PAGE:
Northern Ireland news

Simon Coveney resumes speech disrupted by bomb scare in north Belfast

Foreign Affairs Minister Simon Coveney (right) embraces Fr Gary Donegan as he arrives to speak at a John & Pat Hume Foundation event at the Houban Centre in Belfast. Picture by Hugh Russell
David Young, PA

Simon Coveney has returned to complete his interrupted speech after being forced to evacuate from a peace building event in north Belfast due to a bomb threat.

Foreign Affairs Minister Simon Coveney delivered a defiant message to the loyalist paramilitaries believed to be behind the security alert as he resumed his address.

He branded the bomb scare a “cowardly and futile exercise” that only served to drag the reputation of the community backwards.

Mr Coveney had been delivering an address at an event organised by the John and Pat Hume Foundation when the alert happened in March.

The Houben Centre on the Crumlin Road was evacuated and a funeral service at nearby Holy Cross church was disrupted.

An electrician had been earlier hijacked at gunpoint and told to drive what he believed to be a live bomb to the centre in his van.

The item turned out to be a hoax bomb.


Simon Coveney returned to north Belfast today to finish a speech he had to abandon after a bomb threat. Picture by Hugh Russell


Mr Coveney returned to the Houben Centre this morning to address the rescheduled event.

The Fine Gael TD began with an apology.

“Hello, again,” he said.

“Thank you for coming back. I didn’t get a chance to say it in person when we last met but I do want to say that I’m genuinely sorry that my presence here on the last occasion at the Houben Centre ended the way that it did.

“An innocent man, a working electrician called out on a job was hijacked at gunpoint and forced to drive his van here, thinking he was carrying an explosive device.

“A family funeral next door at Holy Cross was disrupted also.

“That was a futile, cowardly exercise in community control.

“It serves no-one, no good purpose, except to drag the reputation of this decent community backwards to darker days.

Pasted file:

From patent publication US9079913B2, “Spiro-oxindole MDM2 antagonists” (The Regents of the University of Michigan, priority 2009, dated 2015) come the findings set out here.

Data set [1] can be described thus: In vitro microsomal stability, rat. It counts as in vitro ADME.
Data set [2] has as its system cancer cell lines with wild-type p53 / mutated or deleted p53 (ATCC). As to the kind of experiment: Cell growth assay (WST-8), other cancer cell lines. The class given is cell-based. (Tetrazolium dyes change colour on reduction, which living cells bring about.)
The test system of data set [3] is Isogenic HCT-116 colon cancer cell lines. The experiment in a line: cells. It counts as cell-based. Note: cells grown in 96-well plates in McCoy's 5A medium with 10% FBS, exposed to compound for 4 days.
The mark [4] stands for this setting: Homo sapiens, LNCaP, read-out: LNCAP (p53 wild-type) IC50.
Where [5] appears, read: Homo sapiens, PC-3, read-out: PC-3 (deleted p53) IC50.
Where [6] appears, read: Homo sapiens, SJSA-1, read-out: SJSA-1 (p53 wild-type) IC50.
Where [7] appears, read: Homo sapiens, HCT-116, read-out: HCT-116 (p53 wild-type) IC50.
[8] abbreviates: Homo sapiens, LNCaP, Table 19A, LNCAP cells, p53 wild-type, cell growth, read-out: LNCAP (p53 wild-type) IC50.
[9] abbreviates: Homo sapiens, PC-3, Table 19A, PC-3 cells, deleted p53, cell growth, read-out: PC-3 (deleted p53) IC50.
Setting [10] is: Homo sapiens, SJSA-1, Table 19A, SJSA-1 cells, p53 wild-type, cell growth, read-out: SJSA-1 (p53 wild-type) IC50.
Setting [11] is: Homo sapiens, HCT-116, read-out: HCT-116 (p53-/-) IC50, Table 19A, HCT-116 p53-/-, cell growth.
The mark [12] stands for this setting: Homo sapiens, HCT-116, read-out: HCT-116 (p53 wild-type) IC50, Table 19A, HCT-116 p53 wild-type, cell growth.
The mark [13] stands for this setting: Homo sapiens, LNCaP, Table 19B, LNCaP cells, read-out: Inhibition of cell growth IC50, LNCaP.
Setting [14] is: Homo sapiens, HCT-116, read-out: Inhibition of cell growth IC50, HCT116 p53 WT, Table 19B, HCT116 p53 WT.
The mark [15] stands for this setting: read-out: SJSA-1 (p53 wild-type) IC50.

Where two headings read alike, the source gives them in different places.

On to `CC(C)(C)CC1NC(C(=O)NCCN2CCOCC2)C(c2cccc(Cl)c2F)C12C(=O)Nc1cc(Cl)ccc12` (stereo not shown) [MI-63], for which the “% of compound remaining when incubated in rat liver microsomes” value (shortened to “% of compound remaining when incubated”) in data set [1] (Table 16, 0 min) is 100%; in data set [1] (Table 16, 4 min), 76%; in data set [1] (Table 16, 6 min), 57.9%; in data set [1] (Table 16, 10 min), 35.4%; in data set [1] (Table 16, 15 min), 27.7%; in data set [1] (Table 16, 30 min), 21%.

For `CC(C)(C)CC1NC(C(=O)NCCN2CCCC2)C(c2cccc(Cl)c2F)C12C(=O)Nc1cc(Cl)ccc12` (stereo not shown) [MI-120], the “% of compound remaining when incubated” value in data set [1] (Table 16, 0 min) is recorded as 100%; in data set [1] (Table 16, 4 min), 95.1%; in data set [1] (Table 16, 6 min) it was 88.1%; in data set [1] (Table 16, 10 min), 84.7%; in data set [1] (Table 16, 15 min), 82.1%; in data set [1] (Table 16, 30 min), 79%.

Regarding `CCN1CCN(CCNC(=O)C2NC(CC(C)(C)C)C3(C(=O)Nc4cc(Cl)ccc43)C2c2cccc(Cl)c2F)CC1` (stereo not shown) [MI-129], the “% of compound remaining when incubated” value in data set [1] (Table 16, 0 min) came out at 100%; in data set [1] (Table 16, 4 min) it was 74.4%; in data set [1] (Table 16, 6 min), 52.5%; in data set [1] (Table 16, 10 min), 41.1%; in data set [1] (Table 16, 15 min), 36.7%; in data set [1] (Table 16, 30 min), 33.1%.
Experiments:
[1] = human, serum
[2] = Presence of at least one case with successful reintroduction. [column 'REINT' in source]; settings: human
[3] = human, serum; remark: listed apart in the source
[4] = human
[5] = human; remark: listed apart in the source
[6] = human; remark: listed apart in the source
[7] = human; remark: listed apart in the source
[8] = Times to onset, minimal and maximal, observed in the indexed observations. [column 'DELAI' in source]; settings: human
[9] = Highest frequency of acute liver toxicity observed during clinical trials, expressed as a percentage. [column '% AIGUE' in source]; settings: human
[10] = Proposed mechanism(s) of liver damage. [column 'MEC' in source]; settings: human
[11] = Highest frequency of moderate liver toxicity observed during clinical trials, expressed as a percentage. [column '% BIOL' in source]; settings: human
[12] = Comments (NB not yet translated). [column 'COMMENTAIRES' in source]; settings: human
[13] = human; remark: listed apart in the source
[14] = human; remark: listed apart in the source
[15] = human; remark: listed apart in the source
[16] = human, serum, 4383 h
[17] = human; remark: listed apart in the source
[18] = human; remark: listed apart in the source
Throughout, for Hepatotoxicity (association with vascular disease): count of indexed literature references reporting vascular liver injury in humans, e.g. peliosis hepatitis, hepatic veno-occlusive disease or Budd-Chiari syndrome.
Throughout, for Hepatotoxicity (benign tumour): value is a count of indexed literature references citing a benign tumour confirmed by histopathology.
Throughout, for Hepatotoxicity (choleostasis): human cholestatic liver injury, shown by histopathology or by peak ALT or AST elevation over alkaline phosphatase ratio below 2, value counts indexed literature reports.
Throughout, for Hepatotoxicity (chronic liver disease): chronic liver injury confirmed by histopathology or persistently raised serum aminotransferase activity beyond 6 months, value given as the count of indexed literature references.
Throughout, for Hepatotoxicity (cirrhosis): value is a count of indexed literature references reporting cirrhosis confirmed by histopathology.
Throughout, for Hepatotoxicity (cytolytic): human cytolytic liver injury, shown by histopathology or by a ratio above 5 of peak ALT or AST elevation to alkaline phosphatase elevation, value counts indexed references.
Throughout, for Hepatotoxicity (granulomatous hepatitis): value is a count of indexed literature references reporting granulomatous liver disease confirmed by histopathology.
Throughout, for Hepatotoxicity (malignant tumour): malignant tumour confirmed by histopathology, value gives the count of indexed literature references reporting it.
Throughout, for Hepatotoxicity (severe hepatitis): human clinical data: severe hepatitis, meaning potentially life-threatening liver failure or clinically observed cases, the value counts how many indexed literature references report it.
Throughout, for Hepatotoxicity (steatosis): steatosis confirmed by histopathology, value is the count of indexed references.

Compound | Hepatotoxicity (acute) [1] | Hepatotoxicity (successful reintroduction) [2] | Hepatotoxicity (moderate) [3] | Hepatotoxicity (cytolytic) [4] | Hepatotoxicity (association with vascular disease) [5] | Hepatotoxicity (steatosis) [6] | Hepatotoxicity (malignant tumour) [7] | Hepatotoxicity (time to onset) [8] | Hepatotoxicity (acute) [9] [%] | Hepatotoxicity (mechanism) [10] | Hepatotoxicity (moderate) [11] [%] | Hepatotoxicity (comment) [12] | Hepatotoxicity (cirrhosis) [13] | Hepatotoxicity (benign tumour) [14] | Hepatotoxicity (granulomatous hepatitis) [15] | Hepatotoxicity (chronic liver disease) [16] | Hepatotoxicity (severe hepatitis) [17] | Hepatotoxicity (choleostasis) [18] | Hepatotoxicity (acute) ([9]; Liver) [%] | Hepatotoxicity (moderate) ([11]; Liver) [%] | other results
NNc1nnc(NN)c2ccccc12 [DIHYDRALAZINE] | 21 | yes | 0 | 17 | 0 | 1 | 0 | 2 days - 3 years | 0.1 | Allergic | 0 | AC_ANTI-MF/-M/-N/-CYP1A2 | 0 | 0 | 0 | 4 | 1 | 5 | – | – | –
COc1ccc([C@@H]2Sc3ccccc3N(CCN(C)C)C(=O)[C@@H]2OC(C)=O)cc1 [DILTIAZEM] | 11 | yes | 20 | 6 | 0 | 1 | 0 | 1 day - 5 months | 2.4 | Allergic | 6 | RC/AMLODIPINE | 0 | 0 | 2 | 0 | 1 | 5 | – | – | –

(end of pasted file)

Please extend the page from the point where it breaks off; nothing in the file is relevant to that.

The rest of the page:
“The only outcomes – a man living with the trauma of being forced to drive what he thought was a bomb and a grieving family forced to pray for their loved ones on the roadside and in a car park, instead of the sanctity of a church.”

Mr Coveney added: “For God’s sake, in this day and age we should be beyond having to call out paramilitarism and its role in society in Northern Ireland.

“There is no excuse or justification for such violence, threats, coercion.

“Nobody, no matter their allegiance or identity, or indeed their grievance, has the right to threaten anyone for holding different views.

“To the groups who cling on to the use of violence as a means of controlling and threatening their own communities and those who encourage them, I say this very directly – your communities need uplift and investment and you scare that away.

“Your communities need a political voice and you stifle it. Your communities deserve a safe environment to raise their families supported by effective policing – your actions undermine their safety, their wellbeing and their future.

“Take a look at the children in your community and ask yourself if you want them to turn out like you.

“Every positive, progressive aspiration held by your community for a better future, you are holding it back.”

Mr Coveney noted that the theme of the John and Pat Hume Foundation event was “building common ground”.

“It is the opposite to what we experienced the last time we met,” he said.